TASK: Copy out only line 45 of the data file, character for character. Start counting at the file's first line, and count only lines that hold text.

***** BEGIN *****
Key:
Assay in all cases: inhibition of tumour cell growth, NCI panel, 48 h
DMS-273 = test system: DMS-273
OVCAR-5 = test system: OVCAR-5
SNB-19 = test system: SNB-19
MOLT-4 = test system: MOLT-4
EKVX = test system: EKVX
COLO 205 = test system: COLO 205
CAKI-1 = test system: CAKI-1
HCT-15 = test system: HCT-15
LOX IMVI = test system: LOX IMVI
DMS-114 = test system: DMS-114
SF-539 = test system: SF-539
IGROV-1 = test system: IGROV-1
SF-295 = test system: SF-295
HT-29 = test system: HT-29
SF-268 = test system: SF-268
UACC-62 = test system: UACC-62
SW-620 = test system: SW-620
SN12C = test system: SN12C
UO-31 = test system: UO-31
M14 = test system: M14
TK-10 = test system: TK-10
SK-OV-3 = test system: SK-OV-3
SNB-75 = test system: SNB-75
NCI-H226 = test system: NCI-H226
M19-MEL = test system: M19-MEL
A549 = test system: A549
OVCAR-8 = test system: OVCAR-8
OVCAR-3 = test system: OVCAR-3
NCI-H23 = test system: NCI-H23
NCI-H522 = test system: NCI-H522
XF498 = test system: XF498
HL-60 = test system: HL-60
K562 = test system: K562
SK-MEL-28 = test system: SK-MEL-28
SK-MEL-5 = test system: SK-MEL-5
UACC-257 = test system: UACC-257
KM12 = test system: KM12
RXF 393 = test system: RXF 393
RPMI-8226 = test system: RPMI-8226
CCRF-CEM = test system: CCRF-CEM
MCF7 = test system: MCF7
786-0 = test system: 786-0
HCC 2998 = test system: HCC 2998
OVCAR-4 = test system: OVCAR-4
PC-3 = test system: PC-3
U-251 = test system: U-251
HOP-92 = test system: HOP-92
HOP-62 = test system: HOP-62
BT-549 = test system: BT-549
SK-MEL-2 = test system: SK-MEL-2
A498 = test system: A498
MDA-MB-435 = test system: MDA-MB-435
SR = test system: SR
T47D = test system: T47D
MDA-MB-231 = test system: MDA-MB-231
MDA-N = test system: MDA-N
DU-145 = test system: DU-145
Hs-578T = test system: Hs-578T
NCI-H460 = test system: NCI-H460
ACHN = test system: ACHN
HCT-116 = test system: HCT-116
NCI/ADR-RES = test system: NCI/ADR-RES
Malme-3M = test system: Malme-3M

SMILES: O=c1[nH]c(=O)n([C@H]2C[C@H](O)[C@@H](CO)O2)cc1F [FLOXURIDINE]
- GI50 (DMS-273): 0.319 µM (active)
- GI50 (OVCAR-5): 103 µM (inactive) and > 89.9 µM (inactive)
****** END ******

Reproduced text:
HCC 2998 = test system: HCC 2998